In a remarkable election season, with one candidate speaking frequently about voter fraud and “rigged” elections, we asked an experienced international election observer how we would know if the election was fair. Here is his response.
Standing amidst the rubble of war, a woman stood against a cold and bitter wind. I asked the woman why she stood patiently waiting in a line with hundreds of her neighbors. “I have waited ninety years to cast my vote,” she said with a smile. “I can wait just a little longer.”
In the autumn of 2001, I had the privilege to be with this woman and thousands of others like, for the first parliamentary elections in war-torn Kosovo. For decades, the people of this East European land had been ruled by kings and dictators, and occupied by Nazis and Communists. But at the dawn of a new century, with American help, they emerged from the shadow of genocidal war and put their faith in a future decided by free and fair elections.
In the past quarter century I have had the honor to work alongside people in over a dozen countries on four continents to help advance the democratic process by holding free and fair elections. Here at home I worked on a team that called in the U.S. Justice Department to push back against voter intimidation against African-Americans in East Texas. As a member of the National Association of Secretaries of State, I have stood with Republican and Democratic election officials to ensure that the integrity of our electoral system is respected and protected.
That’s why I’ve taken claims that our election system is “rigged” very seriously. Once faith in the integrity of the electoral system is undermined, the legitimacy of government is called into question. Democracy itself cannot long endure in such an environment.
Fortunately, there are some internationally accepted guidelines that help us determine if an electoral system is “rigged.” First, there needs to be a legal framework that specifies the time, place and manner of holding elections. We’ve got that—it’s in the U.S. Constitution along with fifty state constitutions and countless local regulations.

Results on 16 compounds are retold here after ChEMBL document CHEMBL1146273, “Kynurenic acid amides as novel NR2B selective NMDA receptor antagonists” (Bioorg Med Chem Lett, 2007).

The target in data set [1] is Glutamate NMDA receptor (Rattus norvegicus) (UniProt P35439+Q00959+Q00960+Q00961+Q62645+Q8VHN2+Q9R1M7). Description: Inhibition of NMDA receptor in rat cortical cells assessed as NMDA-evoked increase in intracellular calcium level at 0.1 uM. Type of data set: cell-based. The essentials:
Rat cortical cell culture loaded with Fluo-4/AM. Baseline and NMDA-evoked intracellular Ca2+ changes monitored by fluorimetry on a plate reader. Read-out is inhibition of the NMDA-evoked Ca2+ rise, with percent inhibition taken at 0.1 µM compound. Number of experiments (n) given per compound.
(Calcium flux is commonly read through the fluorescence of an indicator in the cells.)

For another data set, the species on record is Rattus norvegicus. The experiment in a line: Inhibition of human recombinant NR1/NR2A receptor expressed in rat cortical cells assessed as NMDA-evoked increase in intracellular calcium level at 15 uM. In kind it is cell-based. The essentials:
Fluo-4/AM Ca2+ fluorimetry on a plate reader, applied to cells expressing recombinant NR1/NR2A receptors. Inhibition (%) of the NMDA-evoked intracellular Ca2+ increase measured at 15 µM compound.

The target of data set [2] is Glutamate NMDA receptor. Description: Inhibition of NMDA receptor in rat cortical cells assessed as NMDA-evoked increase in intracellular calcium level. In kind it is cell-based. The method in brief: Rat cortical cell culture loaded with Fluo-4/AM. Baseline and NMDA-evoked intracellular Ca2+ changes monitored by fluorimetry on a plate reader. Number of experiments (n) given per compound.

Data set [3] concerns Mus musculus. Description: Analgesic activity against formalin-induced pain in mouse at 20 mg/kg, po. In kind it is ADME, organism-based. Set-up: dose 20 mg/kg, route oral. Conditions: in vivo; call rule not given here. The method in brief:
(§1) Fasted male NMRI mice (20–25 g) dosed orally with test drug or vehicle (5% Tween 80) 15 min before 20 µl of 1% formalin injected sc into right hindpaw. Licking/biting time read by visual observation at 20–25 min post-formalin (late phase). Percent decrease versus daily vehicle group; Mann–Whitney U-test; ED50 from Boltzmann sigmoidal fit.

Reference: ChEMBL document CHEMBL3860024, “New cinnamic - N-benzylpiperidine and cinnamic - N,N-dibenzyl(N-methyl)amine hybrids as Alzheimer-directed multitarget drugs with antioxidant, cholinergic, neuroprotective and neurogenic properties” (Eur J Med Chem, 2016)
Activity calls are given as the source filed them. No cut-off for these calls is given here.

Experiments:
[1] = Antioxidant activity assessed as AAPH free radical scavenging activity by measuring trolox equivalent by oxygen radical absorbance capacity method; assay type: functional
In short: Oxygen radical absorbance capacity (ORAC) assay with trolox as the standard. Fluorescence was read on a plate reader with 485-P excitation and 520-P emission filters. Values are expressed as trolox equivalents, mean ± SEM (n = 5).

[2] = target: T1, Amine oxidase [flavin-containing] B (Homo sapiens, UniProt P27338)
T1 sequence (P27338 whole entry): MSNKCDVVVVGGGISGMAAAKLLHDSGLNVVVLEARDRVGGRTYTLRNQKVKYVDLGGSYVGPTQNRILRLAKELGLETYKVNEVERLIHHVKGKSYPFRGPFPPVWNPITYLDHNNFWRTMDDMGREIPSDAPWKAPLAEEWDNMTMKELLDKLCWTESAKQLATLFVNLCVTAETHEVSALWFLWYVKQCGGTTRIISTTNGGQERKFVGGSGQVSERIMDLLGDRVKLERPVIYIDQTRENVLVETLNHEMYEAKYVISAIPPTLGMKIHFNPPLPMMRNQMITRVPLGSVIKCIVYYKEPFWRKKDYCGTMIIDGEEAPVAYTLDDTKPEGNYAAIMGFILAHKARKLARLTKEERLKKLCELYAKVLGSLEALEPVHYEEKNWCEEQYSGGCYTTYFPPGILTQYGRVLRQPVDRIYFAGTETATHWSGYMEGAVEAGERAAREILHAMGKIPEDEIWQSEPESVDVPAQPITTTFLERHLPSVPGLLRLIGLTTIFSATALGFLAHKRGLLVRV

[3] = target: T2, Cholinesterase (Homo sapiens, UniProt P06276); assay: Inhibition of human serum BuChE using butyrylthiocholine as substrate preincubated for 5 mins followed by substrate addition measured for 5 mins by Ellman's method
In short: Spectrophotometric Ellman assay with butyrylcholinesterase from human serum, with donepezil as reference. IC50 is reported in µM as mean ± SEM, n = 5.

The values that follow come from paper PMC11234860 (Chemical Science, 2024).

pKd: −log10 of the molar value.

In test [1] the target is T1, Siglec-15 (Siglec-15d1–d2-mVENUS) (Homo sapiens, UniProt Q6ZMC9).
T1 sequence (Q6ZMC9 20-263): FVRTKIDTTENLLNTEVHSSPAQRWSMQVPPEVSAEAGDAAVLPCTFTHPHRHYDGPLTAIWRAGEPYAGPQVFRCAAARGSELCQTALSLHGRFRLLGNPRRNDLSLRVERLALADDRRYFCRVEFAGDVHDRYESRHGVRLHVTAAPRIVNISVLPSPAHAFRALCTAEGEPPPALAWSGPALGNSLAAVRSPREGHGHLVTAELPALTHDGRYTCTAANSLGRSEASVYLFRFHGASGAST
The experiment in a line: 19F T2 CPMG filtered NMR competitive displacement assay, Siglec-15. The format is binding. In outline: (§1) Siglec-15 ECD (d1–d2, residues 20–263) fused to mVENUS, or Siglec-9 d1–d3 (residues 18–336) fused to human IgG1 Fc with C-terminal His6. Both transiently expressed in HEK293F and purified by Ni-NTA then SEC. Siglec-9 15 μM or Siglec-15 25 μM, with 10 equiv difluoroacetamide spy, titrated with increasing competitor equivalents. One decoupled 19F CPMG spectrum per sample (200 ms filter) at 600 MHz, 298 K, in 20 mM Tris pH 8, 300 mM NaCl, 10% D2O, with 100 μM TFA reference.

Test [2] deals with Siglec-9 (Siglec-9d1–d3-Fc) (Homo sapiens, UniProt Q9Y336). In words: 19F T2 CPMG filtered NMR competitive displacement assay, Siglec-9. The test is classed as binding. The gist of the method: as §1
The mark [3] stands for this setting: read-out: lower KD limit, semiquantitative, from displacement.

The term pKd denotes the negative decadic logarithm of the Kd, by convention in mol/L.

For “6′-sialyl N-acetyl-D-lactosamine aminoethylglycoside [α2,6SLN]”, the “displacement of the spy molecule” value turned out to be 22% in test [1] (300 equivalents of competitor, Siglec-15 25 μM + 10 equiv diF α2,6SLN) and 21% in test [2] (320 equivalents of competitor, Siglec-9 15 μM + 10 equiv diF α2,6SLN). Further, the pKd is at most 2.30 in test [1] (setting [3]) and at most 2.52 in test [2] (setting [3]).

Second, there should be universal and equal suffrage and non-discrimination when it comes to voter eligibility. This has not always been the case in the United States. It could be said that elections in which African-Americans and women were denied the vote in the past were “rigged,” but, fortunately, that is no longer the case.
Third, electoral management bodies should be formed that can hold and monitor the conduct of elections. In the United States, each of the fifty states separately controls conduct of the electoral process through their respective offices of the secretary of state. Today, the majority of these officers are, in fact, Republicans. All of these offices are staffed with career professionals. At the local level, tens of thousands of municipalities across the United States have town or city clerks or registrars of voters who administer elections and count ballots.
Fourth, provision should be made for election observers to be present during the casting of ballots, as well as being present during tabulation of the ballots. These duties are carried out by hundreds of thousands of our fellow Americans at polling sites across the country. Thank them when you see them this November 8th.
Working in places like Bosnia, Iraq and Afghanistan, I have seen men and women literally put their lives on the line to organize and participate in elections. They did it because they believed democracy offered them a way forward. They saw it as a flawed system, but one with more hope than the one from which they emerged.
Those who denigrate our own democracy with groundless claims not only insult the thousands of officials and hundreds of thousands of poll workers who make the system work, they risk undermining the faith that millions across the globe have placed in democracy as the best system to advance equality of opportunity and protect the rights of the individual and the dignity of all.
By any measure, America’s electoral system is a wonder to behold, for on this Election Day, one of the most diverse populations on the planet will show the world—once again—that free people can govern themselves.
Scott Bates is an Adjunct Senior Fellow at the Pell Center for International Relations and Public Policy at Salve Regina University. He is the former Secretary of the Commonwealth of Virginia and has worked on U.S. funded democracy assistance missions in over a dozen countries. Bates is a resident of Stonington, CT.